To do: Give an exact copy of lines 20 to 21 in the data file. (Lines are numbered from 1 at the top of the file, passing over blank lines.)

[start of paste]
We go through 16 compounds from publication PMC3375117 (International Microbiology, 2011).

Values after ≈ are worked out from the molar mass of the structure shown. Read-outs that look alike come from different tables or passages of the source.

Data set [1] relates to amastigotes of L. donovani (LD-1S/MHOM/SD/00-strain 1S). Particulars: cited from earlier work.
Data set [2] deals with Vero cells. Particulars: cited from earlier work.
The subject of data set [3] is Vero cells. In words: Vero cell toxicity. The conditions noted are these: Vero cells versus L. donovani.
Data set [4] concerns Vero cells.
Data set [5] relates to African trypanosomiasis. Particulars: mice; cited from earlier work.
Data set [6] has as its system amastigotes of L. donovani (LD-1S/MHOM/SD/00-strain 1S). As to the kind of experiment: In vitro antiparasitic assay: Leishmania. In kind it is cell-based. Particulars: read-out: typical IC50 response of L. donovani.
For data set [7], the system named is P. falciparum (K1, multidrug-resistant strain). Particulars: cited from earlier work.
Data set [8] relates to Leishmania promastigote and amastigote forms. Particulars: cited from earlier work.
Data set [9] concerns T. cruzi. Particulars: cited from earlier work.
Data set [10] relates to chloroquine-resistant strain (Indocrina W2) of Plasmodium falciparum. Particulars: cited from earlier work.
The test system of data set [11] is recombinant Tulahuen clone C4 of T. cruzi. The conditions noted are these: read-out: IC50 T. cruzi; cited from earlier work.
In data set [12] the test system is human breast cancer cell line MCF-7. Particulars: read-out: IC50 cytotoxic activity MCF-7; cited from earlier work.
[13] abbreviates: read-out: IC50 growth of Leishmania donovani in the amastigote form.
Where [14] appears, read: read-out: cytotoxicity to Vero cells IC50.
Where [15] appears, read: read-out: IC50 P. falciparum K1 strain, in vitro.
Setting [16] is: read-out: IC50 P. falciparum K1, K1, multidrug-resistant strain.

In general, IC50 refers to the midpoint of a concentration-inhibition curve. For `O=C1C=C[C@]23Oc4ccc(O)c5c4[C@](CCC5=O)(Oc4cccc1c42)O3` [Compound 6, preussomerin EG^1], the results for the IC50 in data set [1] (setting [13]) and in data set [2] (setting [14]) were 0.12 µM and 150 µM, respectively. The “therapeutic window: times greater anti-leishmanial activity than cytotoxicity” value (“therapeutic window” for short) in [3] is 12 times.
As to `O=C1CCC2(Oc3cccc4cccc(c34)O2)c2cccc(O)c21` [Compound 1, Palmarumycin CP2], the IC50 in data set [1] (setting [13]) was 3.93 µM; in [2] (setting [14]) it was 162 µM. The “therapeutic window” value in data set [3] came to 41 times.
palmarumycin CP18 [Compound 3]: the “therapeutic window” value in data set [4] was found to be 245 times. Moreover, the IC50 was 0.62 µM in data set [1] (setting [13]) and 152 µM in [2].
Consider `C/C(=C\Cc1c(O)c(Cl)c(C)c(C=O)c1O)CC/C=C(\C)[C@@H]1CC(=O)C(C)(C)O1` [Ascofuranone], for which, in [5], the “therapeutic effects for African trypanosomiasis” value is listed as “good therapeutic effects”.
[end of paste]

As to `O=C1CCC2(Oc3cccc4cccc(c34)O2)c2cccc(O)c21` [Compound 1, Palmarumycin CP2], the IC50 in data set [1] (setting [13]) was 3.93 µM; in [2] (setting [14]) it was 162 µM. The “therapeutic window” value in data set [3] came to 41 times.
palmarumycin CP18 [Compound 3]: the “therapeutic window” value in data set [4] was found to be 245 times. Moreover, the IC50 was 0.62 µM in data set [1] (setting [13]) and 152 µM in [2].